Wednesday, July 05, 2006


This is a subject that seems to recur regularly on the Mensa mailing list.

Why is it socially acceptable to brag about certain things, but not about others?

If I were a talented athlete with a preference for rugby, it would be practically expected that I engage in a career of professional sport. My aptitude for the sport would make me a shoe-in, and no-one would think it at all strange or unfair that I got to play for a professional team.

Meeting people socially, it would be expected that I talk about rugby, and share my experiences and knowledge of the professional rugby scene with anyone I met. People would read magazine articles about me and fanatics would memorise statistics detailing my performance.

Being a professional musician is much the same. Or even an amateur one. It doesn’t seem at all arrogant when musicians discuss their artistic achievements or innovations. We buy their CDs and marvel at their genius with as much enthusiasm as sports-fans watch game after game after game.

So why is it that intelligent people aren’t able to talk about their intelligence without coming off as pompous?

Look at these examples:

“I can bench-press 150kg.”

“I have an IQ of 150.”

The usual response to the first one of these is “Wow, where do you train?” or something to that effect. The usual response to the second is silence and an unspoken “Oooo… big deal! You think you’re so smart!”

Another set of examples: in a workplace situation it’s not unusual for a co-worker to ask “What are you doing tonight?” Below are three responses to that question.

1. “I’m going to hit the gym… tonight it’s back and shoulders with a bit of cardio. I’m on this new program I got from Fitness magazine. I’ve improved my BMI significantly.”

2. “I’ve got band-practice. We’re getting ready for a gig next Saturday. You should come check it out. It’s at that new club on Smith street.”

3. “Tonight is our monthly Mensa meeting. There’s a guest speaker from the Astronomy department at Wits University coming to give us a talk on Extrasolar Planets.”

Is it my imagination, but does only the third one come off as arrogant?

I understand that as soon as you mention a quantifiable fact that indicates that you might be more intelligent than the person you’re talking to, they get intimidated and envious. I certainly experience that.

But why do we experience that when it comes to intelligence, but not sports ability?

I don’t see any difference in the two: your genes determine whether you have an aptitude for either one or not. Either one can be worked on and improved, or neglected and allowed to stagnate.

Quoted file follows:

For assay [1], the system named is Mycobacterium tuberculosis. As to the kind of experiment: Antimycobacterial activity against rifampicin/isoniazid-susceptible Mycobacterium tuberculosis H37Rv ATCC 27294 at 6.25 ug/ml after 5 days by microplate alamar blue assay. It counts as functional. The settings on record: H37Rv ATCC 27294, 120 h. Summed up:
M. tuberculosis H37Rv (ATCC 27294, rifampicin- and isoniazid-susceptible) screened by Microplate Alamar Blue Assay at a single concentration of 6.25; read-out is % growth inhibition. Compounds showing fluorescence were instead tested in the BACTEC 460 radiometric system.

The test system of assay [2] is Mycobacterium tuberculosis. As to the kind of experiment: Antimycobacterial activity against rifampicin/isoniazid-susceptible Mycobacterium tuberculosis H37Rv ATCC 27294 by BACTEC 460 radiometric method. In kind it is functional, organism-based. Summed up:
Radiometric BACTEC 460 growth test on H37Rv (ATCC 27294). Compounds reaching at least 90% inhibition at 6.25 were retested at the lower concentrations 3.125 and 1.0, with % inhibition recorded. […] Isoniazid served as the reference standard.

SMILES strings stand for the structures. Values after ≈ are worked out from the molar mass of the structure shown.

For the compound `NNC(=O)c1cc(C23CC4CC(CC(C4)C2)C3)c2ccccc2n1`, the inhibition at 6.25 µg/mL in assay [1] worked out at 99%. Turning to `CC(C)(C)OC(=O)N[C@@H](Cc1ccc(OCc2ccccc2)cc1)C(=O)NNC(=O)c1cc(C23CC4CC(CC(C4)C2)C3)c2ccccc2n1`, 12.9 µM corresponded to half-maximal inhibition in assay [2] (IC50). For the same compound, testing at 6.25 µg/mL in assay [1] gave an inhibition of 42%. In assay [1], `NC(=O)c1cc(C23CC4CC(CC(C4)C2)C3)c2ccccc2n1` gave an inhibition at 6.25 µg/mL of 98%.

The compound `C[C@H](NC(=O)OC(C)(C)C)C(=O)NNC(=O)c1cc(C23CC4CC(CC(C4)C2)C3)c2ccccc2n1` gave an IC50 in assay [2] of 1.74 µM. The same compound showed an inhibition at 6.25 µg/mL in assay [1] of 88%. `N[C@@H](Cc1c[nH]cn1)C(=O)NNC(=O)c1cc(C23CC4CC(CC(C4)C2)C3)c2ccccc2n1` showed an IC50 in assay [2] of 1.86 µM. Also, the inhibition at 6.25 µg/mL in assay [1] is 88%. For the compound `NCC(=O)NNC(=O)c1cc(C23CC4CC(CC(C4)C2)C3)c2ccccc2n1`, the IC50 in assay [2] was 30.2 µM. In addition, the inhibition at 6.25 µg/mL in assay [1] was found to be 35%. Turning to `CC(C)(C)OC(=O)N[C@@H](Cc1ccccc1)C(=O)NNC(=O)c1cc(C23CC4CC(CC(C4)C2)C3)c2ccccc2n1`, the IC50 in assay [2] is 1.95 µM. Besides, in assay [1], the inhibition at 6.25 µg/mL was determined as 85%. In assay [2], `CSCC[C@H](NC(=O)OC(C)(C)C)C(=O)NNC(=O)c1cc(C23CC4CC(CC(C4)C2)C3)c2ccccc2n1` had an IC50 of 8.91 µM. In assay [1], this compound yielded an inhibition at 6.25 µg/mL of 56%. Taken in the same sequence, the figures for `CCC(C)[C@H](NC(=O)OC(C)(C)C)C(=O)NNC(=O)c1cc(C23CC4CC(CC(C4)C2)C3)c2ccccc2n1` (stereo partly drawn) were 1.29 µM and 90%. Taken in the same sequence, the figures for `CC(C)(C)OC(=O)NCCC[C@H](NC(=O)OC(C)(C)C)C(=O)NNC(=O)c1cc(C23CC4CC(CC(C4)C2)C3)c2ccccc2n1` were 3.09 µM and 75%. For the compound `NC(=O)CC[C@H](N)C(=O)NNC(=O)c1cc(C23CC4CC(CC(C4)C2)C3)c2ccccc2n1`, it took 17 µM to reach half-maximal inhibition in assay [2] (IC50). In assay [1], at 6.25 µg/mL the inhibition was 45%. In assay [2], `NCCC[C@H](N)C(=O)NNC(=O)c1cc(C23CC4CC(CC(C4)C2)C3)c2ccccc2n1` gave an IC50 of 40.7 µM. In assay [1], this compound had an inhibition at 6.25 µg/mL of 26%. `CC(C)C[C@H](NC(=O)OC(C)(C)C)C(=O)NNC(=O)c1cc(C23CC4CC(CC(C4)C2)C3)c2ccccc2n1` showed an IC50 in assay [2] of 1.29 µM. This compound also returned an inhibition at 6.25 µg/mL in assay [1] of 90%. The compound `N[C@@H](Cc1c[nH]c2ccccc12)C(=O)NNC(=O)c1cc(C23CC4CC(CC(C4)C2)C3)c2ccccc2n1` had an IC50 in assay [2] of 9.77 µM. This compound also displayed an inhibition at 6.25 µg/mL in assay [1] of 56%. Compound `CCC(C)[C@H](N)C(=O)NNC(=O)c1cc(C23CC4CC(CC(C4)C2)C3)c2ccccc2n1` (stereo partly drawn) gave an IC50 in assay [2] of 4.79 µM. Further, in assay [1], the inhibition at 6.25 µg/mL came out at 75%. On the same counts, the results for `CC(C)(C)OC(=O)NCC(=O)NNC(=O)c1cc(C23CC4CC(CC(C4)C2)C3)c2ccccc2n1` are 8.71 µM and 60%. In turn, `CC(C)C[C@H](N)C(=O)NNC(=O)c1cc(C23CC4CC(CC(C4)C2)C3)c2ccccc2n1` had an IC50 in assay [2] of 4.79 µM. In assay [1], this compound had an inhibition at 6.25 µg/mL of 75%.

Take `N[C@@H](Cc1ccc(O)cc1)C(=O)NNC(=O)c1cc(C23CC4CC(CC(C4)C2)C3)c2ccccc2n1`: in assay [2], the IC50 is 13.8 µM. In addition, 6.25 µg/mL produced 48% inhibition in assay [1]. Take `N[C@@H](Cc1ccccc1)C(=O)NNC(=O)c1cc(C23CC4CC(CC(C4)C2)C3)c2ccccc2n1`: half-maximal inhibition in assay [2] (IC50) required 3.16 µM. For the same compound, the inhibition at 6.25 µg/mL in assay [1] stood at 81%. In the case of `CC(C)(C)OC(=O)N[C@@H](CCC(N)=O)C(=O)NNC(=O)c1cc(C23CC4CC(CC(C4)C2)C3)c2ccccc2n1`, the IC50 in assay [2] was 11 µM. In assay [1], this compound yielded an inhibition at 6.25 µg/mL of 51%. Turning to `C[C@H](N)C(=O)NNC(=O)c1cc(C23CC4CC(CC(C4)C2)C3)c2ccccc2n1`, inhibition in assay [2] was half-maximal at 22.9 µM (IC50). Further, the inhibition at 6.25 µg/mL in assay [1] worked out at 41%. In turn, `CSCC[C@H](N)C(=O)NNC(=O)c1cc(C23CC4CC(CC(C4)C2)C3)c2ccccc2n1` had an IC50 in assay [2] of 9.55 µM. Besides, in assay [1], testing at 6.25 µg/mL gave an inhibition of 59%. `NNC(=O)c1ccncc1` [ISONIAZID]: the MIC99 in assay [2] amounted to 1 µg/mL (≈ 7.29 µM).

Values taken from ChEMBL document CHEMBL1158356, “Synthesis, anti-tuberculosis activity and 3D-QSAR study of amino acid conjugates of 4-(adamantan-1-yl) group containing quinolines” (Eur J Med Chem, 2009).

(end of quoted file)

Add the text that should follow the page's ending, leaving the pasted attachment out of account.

I don’t have the physique of an athlete… it’s a simple fact. My arms and legs are hopelessly out of proportion with my body – I’m just not built for running, lifting, jumping, swimming or anything like that. It’s a fact I came to terms with at a very young age. That doesn’t mean I can’t do those things at all, it just means that it’s more difficult for me to do them than someone who is a natural athlete.

With discipline and a lot of hard work I could probably achieve a level of mediocrity in some or other sport, but I’d probably never be considered good at it.

Because of that, I’d probably be perfectly justified in being envious of professional athletes – they can do something with ease that I would struggle to do, if at all. But I’m not.

Yet I (and other Mensans) frequently encounter envy from people we deal with. For that reason, many Mensans choose not to disclose the fact that they are such. A pity.

The irony is that most of the people I work and socialise with (and whose envy I have to put up with) would easily pass the Mensa exam if they tried. It makes sense: because I am so intelligent, I tend to gravitate towards jobs that require intelligence and circles of people who are also intelligent.

Perhaps as a result of low self esteem, my brainy compatriots don’t believe they could pass the test, or are too afraid to try in case they fail.

Perhaps the negative stigma comes from ignorance: everyone knows you can improve your physical performance through exercise, but maybe people just don’t know that it’s just as easy to improve your mental performance (called “cognitive reserve”) through exercise as well.

Of course, as with physical exercise, your maximum potential is limited by your brain’s capacity, which varies from person to person. But there’s no reason why each of us can’t exceed our current capability.